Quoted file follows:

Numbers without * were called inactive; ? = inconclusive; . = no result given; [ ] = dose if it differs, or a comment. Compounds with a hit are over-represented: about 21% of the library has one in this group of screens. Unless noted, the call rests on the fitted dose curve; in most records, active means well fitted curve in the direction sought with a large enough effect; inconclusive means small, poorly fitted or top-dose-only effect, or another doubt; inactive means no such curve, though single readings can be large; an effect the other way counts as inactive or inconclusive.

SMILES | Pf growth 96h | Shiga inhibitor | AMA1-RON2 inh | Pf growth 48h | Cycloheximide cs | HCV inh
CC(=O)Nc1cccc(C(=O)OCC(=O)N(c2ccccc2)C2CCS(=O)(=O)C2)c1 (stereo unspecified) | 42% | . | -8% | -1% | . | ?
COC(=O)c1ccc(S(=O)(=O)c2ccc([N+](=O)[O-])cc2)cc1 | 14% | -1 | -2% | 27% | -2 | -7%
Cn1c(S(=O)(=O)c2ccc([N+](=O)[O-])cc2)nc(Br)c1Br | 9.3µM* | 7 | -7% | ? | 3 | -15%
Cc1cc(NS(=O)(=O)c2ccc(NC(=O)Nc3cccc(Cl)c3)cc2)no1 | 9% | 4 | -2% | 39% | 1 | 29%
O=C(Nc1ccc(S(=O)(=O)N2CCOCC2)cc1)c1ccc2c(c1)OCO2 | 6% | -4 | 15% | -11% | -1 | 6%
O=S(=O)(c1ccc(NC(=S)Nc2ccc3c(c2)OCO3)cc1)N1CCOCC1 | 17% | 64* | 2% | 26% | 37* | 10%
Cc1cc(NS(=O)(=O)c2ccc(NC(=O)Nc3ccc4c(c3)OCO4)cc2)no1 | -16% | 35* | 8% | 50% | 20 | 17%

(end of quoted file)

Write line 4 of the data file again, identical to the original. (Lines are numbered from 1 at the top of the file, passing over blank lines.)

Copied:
COC(=O)c1ccc(S(=O)(=O)c2ccc([N+](=O)[O-])cc2)cc1 | 14% | -1 | -2% | 27% | -2 | -7%